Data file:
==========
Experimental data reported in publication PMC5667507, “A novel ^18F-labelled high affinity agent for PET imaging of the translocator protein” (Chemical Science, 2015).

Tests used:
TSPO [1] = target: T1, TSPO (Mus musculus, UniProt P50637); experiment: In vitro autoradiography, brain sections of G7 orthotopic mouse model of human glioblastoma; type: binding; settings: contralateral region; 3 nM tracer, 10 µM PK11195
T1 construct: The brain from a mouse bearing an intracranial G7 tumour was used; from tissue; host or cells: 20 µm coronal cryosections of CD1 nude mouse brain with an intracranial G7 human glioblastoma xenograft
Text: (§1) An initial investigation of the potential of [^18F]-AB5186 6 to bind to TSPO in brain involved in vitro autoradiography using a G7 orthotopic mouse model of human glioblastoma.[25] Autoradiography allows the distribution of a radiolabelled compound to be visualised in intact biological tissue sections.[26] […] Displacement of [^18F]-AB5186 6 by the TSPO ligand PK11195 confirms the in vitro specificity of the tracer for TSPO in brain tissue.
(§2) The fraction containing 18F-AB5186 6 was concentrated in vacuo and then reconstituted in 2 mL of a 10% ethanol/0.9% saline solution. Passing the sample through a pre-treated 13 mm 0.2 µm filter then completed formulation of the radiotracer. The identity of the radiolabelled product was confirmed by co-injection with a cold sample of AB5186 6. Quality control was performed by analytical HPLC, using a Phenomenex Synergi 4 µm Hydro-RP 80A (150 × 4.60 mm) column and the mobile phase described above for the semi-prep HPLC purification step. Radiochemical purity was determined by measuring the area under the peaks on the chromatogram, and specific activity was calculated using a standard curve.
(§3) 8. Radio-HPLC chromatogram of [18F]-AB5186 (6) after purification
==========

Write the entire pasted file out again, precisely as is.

Experimental data reported in publication PMC5667507, “A novel ^18F-labelled high affinity agent for PET imaging of the translocator protein” (Chemical Science, 2015).

Tests used:
TSPO [1] = target: T1, TSPO (Mus musculus, UniProt P50637); experiment: In vitro autoradiography, brain sections of G7 orthotopic mouse model of human glioblastoma; type: binding; settings: contralateral region; 3 nM tracer, 10 µM PK11195
T1 construct: The brain from a mouse bearing an intracranial G7 tumour was used; from tissue; host or cells: 20 µm coronal cryosections of CD1 nude mouse brain with an intracranial G7 human glioblastoma xenograft
Text: (§1) An initial investigation of the potential of [^18F]-AB5186 6 to bind to TSPO in brain involved in vitro autoradiography using a G7 orthotopic mouse model of human glioblastoma.[25] Autoradiography allows the distribution of a radiolabelled compound to be visualised in intact biological tissue sections.[26] […] Displacement of [^18F]-AB5186 6 by the TSPO ligand PK11195 confirms the in vitro specificity of the tracer for TSPO in brain tissue.
(§2) The fraction containing 18F-AB5186 6 was concentrated in vacuo and then reconstituted in 2 mL of a 10% ethanol/0.9% saline solution. Passing the sample through a pre-treated 13 mm 0.2 µm filter then completed formulation of the radiotracer. The identity of the radiolabelled product was confirmed by co-injection with a cold sample of AB5186 6. Quality control was performed by analytical HPLC, using a Phenomenex Synergi 4 µm Hydro-RP 80A (150 × 4.60 mm) column and the mobile phase described above for the semi-prep HPLC purification step. Radiochemical purity was determined by measuring the area under the peaks on the chromatogram, and specific activity was calculated using a standard curve.
(§3) 8. Radio-HPLC chromatogram of [18F]-AB5186 (6) after purification